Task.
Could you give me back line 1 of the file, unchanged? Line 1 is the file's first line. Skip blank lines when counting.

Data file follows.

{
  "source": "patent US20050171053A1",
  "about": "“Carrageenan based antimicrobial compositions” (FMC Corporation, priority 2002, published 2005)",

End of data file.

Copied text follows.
{